The two Papa Gino’s dough balls were used yesterday (one with soaker and one without soaker). Both dough balls opened up easily and were left at room temperature (about 93 degrees F) for about 1 ½ hrs. They both felt about exactly the same, opened the same, baked about the same, and also looked about the same after the bake, although two different kinds of dressings were used on both of the pizzas.
The first pizza made was the soaker Papa Gino’s. The dressings were my regular tomato sauce, fresh mozzarella I had purchased at the 9th St. Italian Market at Reply , hand made pepperoni purchased from the Italian Market (pictured at Reply 22 http://www.pizzamaking.com/forum/index.php/topic,19792.msg194195.html#msg194195
) and my blend of cheeses. It was then dressed with fresh basil from my garden. The second Papa Gino’s pizza was dressed with my regular tomato sauce, Pancetta from the Italian market, fresh mozzarella from the Italian Market, my blend of cheeses, grated Parmigiano-Reggiano from the Italian Market and fresh basil from my garden added after the bake.
Although both pizzas looked the same after the bake, the soaker pizza rim crust was moister in the rim and also had a better taste in the rim. It also was interesting to me how the bottom crusts of both pizzas browned in my deck oven. Both pizzas were good, but since I never tasted a real Papa Gino’s pizza I am not sure if either of the pizzas tasted the same as a real Papa Gino’s pizza.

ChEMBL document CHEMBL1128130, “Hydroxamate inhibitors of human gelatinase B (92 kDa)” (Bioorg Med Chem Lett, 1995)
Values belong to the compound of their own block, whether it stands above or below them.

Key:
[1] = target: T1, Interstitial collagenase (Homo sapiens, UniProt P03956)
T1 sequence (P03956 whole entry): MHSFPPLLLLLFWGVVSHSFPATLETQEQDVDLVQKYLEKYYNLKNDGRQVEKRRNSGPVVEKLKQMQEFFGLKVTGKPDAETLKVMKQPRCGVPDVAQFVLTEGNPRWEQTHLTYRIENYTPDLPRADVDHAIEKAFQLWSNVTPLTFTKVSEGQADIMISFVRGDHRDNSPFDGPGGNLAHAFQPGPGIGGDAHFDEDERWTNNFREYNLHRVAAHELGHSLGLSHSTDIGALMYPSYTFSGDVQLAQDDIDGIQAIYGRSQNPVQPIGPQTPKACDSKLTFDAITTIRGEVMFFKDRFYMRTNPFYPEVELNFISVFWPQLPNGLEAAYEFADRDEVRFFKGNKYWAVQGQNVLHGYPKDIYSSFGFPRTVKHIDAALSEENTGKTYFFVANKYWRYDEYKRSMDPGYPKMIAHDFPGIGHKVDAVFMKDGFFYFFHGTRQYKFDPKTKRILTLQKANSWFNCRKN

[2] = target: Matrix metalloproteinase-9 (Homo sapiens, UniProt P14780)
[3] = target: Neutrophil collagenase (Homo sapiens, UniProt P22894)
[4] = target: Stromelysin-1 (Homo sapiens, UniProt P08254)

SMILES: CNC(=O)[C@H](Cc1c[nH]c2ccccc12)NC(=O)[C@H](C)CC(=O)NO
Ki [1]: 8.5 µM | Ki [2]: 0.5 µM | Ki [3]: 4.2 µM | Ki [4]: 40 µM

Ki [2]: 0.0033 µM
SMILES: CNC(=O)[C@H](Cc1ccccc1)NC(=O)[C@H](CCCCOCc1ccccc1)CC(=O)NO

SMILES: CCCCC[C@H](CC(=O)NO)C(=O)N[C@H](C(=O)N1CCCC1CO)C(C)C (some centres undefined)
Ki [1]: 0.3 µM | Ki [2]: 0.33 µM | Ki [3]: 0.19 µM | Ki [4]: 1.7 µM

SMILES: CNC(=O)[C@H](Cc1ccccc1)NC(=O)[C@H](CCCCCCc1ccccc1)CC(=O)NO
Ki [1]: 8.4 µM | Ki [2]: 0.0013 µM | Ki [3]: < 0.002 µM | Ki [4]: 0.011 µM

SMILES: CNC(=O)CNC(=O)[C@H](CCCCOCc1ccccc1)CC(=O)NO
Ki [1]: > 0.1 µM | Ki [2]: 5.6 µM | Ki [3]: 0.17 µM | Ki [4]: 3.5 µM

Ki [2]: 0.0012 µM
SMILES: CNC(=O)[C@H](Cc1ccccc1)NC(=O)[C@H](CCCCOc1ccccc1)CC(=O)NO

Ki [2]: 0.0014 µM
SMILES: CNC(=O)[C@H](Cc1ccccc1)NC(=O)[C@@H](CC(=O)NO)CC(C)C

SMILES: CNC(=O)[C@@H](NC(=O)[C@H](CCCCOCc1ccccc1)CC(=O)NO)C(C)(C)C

I had wanted to save and bring home two slices for a reheat and even put two slices in a pizza box (on top of the pizza pans), but with the heat yesterday I was hurrying to clean up and get the other things ready to take home and forgot the slices of two experiments. I guess I won’t know how the two slices reheat.
Darn the heat and making me forget the two slices.
The homemade pepperoni from the Italian Market was really delicious and cupped very nicely in the deck oven.
The mistake I made in the amount of yeast that I added to both doughs didn’t seem to matter.